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emonPi SSH disabled by default

emonsd
ssh
security
Tags: #<Tag:0x00007f1fe9bb90d0> #<Tag:0x00007f1fe9bb8f90> #<Tag:0x00007f1fe9bb8e50>

(David Hunnisett) #42

I am very pleased to see security being taken this seriously.
This is a good solution to a serious potential flaw.
Given the fact that the password is known password and you can get a javascript ssh client and mDNS works having the ssh daemon on by default will enable drive by attacks where a user visits a page located on the web in that then causes their web browser to connect to the local emonpi via its .local domain name. The web browser has kindly removed any protection that was provided by a firewall. These kind of attacks have been seen in the wild on routers already.
By forcing a user to turn on the ssh daemon they are much more likely to also change the password.

Other possibilities would be to only enable ssh if there was a private key and the password was not set but those would still all need added.


(Dave Howorth) #43

My two cents, since I inadvertently stirred this hornet’s nest. I was trying to start an emonBase; I don’t NEED ssh access but I feel a lot more comfortable when I do have it, so I tried it, when I got to the point on https://guide.openenergymonitor.org/setup/connect/ where it is mentioned. (i.e. the Assign static IP section) It failed, and there’s nothing on that page that tells me why (for that matter, I see there’s a typo - shh for ssh - so even the cut-and-paste commands aren’t :frowning: ) So the first thing I would suggest is updating that page to match current reality.

Then I searched for the symptoms, both here and on google, and didn’t find anything about the emonBase in particular but did about the pi in general, so I started a thread to check the facts.

It turns out there are two possible ways to enable ssh and it so happens that I can’t do either simply. I believe an adapter will be shipped in future, so in my particular circumstances I would have been able to enable ssh fairly easily, if I had been told I needed to.

I also intend to buy a spare HDMI lead, since I think its a sensible thing to have (I used my last spare in the hi-fi rats nest). So I would be able to use either method to enable ssh. It just happens to be an irritation this time because of the particular hardware I happen not to have.

Incidentally, shorting two pins together is not an approach I like. Firstly I would have to dismantle the device to access the pins, and secondly it’s quite error-prone.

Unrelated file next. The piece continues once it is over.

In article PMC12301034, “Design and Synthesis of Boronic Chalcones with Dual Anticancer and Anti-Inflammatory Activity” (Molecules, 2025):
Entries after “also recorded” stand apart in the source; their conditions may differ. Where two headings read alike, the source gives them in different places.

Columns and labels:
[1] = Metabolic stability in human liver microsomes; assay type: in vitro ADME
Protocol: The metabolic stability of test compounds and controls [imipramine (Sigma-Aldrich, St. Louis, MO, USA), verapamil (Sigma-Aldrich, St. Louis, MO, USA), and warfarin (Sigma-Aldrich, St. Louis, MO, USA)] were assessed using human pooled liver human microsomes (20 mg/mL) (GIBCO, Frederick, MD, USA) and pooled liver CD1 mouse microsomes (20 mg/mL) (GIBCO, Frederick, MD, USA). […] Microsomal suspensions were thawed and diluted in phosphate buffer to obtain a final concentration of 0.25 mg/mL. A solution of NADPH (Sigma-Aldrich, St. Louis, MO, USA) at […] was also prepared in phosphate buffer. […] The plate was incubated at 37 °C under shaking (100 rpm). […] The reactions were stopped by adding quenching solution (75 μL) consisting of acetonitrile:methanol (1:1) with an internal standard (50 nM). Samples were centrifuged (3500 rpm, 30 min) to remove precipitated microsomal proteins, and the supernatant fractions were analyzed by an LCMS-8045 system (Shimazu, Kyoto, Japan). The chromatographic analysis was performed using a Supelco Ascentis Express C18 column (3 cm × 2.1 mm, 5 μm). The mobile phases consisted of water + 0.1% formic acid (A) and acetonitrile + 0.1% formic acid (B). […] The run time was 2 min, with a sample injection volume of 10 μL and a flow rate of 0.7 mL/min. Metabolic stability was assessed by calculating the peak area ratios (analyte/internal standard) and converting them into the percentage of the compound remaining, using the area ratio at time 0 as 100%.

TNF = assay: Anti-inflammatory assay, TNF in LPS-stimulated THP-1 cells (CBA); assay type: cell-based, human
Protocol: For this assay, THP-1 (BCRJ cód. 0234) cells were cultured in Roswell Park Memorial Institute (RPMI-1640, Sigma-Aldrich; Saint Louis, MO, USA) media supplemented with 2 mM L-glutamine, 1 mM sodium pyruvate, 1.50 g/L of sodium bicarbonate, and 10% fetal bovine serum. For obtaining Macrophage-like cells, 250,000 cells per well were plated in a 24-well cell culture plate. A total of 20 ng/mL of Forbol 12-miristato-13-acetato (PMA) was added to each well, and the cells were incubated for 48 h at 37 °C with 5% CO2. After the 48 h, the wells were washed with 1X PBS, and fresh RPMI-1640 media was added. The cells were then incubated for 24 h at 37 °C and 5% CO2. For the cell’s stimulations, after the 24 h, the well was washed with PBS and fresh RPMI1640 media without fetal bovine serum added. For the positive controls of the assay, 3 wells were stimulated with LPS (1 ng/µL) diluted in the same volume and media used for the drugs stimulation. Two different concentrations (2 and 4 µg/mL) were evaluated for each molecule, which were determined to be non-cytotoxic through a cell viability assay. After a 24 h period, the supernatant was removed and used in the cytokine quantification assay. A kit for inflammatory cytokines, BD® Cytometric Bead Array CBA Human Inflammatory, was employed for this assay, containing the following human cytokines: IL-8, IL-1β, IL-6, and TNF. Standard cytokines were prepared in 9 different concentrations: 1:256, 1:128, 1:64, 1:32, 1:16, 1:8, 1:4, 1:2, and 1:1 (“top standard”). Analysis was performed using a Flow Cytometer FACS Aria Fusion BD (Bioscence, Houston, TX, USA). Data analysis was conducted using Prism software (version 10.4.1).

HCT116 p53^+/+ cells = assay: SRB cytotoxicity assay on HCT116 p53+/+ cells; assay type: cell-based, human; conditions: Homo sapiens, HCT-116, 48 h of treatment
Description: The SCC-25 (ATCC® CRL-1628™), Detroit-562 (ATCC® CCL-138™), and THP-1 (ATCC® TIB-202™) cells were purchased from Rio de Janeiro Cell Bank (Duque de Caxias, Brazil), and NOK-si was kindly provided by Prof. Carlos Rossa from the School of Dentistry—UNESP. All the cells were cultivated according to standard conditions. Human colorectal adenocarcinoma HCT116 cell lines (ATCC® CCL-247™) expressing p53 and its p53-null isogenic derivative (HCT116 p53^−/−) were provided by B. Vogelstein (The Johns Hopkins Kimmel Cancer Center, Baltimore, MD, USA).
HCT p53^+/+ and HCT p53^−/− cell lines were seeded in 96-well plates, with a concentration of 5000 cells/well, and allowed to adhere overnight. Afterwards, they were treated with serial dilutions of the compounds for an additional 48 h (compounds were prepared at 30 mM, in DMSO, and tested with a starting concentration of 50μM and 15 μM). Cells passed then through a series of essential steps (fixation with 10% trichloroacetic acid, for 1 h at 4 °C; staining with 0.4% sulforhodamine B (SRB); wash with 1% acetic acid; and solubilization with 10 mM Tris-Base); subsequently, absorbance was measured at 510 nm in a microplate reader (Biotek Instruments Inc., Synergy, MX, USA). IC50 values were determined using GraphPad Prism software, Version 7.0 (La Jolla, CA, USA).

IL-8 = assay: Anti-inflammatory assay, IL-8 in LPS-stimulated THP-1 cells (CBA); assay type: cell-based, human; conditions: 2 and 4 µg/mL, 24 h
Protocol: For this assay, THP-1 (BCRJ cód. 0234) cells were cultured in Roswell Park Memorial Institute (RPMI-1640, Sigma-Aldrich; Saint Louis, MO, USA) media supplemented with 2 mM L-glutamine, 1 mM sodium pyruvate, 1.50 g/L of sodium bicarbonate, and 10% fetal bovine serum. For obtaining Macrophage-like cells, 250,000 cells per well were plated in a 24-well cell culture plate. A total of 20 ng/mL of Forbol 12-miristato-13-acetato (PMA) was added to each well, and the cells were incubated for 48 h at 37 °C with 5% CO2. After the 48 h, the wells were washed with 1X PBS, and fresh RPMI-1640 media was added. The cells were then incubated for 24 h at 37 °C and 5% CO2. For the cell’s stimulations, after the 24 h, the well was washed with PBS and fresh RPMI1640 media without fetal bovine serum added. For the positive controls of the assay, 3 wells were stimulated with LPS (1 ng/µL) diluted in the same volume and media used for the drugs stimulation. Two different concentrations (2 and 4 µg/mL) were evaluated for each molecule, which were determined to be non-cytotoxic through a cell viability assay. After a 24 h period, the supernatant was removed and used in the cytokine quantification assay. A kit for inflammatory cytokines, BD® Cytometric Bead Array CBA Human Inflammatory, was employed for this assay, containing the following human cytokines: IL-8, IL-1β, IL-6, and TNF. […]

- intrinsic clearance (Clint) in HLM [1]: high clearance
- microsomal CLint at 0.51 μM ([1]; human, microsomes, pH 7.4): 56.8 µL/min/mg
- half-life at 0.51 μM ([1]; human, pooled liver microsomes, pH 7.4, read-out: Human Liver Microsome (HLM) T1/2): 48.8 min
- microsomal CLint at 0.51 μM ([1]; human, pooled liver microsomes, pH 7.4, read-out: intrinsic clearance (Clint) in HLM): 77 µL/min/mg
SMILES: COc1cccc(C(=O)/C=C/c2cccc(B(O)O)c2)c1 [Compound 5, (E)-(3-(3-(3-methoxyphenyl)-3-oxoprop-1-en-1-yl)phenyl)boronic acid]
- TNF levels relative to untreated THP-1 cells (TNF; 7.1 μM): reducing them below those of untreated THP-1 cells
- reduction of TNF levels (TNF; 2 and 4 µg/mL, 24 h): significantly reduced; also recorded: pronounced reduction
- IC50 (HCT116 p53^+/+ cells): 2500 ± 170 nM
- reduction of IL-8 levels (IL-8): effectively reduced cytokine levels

I do appreciate the attempts to make the system more secure, and as has been pointed out, there are several other weaknesses that should be addressed. I’m no expert but is it worth doing an analysis of security specifically - maybe the likes of OWASP could help?


(Glyn Hudson) #44

It’s true, assigning a static IP is one of the few actions that SSH is currently required for. This could in the future be included as part of the WiFi GUI setup.

Thanks for reporting, this has now been fixed:

Did you manage to get static IP to work? Think that section may need to be updated for Raspbien Strech. What worked for you in the end? I’ve not tried setting up static IP on Stretch yet. Best discuss this on a new topic

That’s good to hear.

I agree.

We’re reviewing all aspects of security following the UK Gov publication on “Secure by design IoT code of Practice”: https://www.gov.uk/government/publications/secure-by-design/code-of-practice-for-consumer-iot-security

Unsurprisingly it states that default passwords should not be used and all unnecessary ports and access services should be disabled (points 1 and 6)

We have a legal responsibility under GDPR to enable security by default for our users. This is why I consider this decision to disable SSH by default non-negotiable. We are reviewing the security of all aspects of the system.


(Dave Howorth) #45

Sorry, no idea. I had set up a static IP on my router (mentioned in my thread) so that wasn’t what I was trying to do; it was just the point that testing ssh access occurred to me.

Is that review process open? Are conclusions and rationale published somewhere, for example, and open to discussion?


(Glyn Hudson) #46

Certainly, we will be posting on the forum any changes we make. Happy to discuss any aspect of security openly.

@TrystanLea is currently working on a more advanced authentication for Mosquitto MQTT server using your Emoncms admin login to authenticate with MQTT.

@emrys is also working on an Emoncms remote access feature via MQTT over TLS without opening any ports.


(Dave Howorth) #47

Given that the emoncms login and password are sent in the clear, that doesn’t seem very secure.

edit: Oh I just got ssh working. I’ll post details on my thread, as it wasn’t straightforward.


(Glyn Hudson) #48

It’s more secure than a default password since will be unique to each system.